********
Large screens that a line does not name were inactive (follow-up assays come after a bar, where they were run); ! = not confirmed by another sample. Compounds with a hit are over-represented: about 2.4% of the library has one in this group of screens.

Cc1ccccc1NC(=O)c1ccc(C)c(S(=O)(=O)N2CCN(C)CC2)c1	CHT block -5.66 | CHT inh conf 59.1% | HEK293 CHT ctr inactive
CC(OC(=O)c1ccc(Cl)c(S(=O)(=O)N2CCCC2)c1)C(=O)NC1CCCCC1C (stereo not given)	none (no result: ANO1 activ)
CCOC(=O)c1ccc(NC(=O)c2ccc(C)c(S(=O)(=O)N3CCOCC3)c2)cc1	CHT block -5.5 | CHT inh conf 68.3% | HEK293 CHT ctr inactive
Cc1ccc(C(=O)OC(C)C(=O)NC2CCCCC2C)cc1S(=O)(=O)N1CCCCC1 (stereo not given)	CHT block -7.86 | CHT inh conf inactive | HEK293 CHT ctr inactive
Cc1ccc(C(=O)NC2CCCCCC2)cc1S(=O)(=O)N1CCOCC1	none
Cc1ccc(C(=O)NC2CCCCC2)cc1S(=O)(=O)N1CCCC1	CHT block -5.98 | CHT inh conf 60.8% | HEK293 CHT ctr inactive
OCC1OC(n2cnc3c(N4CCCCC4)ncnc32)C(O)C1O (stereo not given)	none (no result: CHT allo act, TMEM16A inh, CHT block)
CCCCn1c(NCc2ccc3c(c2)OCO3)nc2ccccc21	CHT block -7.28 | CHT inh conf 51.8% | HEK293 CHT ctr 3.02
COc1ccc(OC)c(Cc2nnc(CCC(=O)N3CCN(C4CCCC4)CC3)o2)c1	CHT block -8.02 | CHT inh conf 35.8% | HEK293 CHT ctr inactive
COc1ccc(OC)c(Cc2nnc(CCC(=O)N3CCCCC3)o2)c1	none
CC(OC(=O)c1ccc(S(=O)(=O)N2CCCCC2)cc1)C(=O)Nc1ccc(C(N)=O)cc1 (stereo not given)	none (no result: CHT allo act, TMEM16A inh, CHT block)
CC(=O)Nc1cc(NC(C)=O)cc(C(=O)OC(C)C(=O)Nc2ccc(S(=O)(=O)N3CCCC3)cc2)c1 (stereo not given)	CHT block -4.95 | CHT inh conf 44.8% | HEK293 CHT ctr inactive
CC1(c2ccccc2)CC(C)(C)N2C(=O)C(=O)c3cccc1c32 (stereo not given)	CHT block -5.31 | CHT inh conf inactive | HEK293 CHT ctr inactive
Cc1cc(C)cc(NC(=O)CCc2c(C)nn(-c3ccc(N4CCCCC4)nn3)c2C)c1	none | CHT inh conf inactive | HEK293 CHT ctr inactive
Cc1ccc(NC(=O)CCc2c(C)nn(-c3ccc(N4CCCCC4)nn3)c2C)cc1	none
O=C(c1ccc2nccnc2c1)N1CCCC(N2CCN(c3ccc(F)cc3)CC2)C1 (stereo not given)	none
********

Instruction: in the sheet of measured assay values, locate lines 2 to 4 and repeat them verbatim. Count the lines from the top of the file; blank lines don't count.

Cc1ccccc1NC(=O)c1ccc(C)c(S(=O)(=O)N2CCN(C)CC2)c1	CHT block -5.66 | CHT inh conf 59.1% | HEK293 CHT ctr inactive
CC(OC(=O)c1ccc(Cl)c(S(=O)(=O)N2CCCC2)c1)C(=O)NC1CCCCC1C (stereo not given)	none (no result: ANO1 activ)
CCOC(=O)c1ccc(NC(=O)c2ccc(C)c(S(=O)(=O)N3CCOCC3)c2)cc1	CHT block -5.5 | CHT inh conf 68.3% | HEK293 CHT ctr inactive